New report offers recommendations to improve usage, discovery and access of e-content in libraries
Distinguished group from libraries, publishing and OCLC publish ‘Success Strategies for Electronic Content Discovery and Access’
DUBLIN, Ohio, 3 October 2014 — A group of professionals from libraries, content providers and OCLC have published Success Strategies for Electronic Content Discovery and Access, a white paper that identifies data quality issues in the content supply chain and offers practical recommendations for improved usage, discovery and access of e-content in libraries.
Libraries strive to get the right resources in front of users where and when they need them. The E-Data Quality Working Group identified data quality issues in libraries’ electronic content, which directly affect users’ ability to find and use library resources. The library’s discovery and access systems play an important role in helping users sift through and access the large amount of electronically published content. But users face a major barrier to discovery and access to these resources if the bibliographic metadata and holdings data are not of sufficient quality.
“The ability to generate value for published content depends on data quality,” said Suzanne Saskia Kemperman, OCLC Director, Business Development and Publisher Relations. “Effective discovery and easy access drive usage, which increases the value of the content to libraries.”
Success Strategies for Electronic Content Discovery and Access offers solutions for the efficient exchange of high-quality data among libraries, data suppliers and service providers, such as:
- Improve bibliographic metadata and holdings data
- Synchronize bibliographic metadata and holdings data
- Use consistent data formats.
The white paper combines business and practical information with recommendations for the content supply chain to achieve successful content discovery and access.
“The authors of this white paper, the E-Data Quality Working Group, are representatives of libraries, data suppliers and service providers,” said Ms. Kemperman. “We recognize that all of us, as participants in the content supply chain, have a shared interest in improving content discovery and access for library users through better quality bibliographic metadata and holdings data. We also recognize that we have a shared responsibility to improve the quality of the data exchanged and to implement more effective data exchange workflows.”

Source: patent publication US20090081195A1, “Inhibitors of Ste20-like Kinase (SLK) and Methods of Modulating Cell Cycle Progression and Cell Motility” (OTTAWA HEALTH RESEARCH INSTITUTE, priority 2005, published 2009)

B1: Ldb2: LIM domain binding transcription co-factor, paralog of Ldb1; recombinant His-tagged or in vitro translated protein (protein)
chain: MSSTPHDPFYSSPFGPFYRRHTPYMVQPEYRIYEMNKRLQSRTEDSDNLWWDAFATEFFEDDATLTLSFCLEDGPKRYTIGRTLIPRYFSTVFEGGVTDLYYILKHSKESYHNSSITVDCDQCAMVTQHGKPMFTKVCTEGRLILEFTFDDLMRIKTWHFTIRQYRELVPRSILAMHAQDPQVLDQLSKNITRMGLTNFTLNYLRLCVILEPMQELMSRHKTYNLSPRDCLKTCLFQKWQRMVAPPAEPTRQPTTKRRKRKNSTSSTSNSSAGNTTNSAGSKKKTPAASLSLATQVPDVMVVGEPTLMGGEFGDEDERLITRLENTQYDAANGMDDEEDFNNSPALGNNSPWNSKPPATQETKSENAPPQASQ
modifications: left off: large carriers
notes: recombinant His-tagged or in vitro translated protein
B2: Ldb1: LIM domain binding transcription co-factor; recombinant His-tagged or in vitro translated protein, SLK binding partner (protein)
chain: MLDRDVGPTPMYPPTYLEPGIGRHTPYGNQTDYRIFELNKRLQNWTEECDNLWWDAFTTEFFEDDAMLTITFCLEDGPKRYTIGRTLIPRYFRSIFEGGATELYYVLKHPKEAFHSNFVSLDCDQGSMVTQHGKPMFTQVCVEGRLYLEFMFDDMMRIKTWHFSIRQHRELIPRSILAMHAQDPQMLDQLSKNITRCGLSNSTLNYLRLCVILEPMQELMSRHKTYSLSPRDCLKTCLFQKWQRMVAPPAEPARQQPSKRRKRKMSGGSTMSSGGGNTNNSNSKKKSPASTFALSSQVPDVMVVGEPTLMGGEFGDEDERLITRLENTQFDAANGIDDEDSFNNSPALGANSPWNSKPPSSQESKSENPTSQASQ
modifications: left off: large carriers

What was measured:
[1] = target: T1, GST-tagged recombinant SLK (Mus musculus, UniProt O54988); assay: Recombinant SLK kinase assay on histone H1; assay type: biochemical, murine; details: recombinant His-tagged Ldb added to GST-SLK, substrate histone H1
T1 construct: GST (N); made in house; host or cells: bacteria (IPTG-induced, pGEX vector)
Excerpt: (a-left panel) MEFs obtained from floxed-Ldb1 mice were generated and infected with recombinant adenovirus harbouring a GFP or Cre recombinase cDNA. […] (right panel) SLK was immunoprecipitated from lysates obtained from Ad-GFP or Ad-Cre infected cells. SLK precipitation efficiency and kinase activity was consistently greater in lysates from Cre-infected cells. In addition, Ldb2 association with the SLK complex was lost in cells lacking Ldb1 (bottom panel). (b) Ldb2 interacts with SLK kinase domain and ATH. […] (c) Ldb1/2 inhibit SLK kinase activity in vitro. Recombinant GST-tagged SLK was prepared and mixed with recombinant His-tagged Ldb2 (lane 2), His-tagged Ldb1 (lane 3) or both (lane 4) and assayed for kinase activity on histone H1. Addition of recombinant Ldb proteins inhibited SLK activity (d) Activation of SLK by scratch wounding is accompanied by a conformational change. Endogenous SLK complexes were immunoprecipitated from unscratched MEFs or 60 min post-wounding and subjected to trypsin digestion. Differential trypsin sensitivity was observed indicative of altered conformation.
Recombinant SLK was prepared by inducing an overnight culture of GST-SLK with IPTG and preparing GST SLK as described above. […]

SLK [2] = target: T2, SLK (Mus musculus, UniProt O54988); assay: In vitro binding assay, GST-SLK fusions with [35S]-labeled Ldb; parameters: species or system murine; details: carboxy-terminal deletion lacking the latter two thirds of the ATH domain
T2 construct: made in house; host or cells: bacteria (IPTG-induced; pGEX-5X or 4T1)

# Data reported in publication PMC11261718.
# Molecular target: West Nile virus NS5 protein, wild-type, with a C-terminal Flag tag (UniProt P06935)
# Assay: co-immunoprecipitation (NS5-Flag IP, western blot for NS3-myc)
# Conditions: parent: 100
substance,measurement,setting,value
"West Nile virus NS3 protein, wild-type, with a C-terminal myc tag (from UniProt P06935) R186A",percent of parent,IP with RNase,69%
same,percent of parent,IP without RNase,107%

Success Strategies for Electronic Content Discovery and Access was written by the E-Data Quality Working Group:
- Suzanne Saskia Kemperman, OCLC, Director, Business Development and Publisher Relations;
- Bill Brembeck, OCLC, Senior Product Analyst, Data Services and WorldCat Quality Management
- Elizabeth W. Brown, Project MUSE, Manager, Publisher Relations
- Alexandra de Lange-van Oosten, Elsevier, Head of Third-Party Platform Relations
- Theodore Fons, OCLC, Executive Director, Data Services and WorldCat Quality Management
- Catherine Giffi, Wiley, Director, Strategic Market Analysis
- Noah Levin, Springer Science+Business Media, Metadata Manager
- Alistair Morrison, Elsevier, Senior Product Manager, ScienceDirect
- Carlen Ruschoff, University of Maryland, Director, Technical Services and Strategic Initiatives
- Gregg A. Silvis, University of Delaware Library, Associate University Librarian, Information Technology and Digital Initiatives
- Jabin White, ITHAKA/JSTOR, Vice President, Content Management
- Download the white paper from the OCLC website at www.oclc.org/go/en/econtent-access.html.
The E-Data Quality Working Group has scheduled several events to discuss the white paper, including an NFAIS Webinar on October 23, Improving Discovery and Access: Recommendations from the E-Data Quality Working Group, and a discussion at the 2014 Charleston Conference on November 6, Success Strategies for Content Discovery: A Cross-Industry White Paper.
Founded in 1967, OCLC is a nonprofit, membership, computer library service and research organization dedicated to the public purposes of furthering access to the world’s information and reducing library costs. More than 74,000 libraries in 170 countries have used OCLC services to locate, acquire, catalog, lend, preserve and manage library materials. Researchers, students, faculty, scholars, professional librarians and other information seekers use OCLC services to obtain bibliographic, abstract and full-text information when and where they need it. OCLC and its member libraries cooperatively produce and maintain WorldCat, the world’s largest online database for discovery of library resources. Search WorldCat.org on the Web. For more information, visit the OCLC website.
OCLC, OCLC WorldShare, WorldCat, WorldCat.org and WorldShare are trademarks and/or service marks of OCLC Online Computer Library Center, Inc. Third-party product, service and business names are trademarks and/or service marks of their respective owners.
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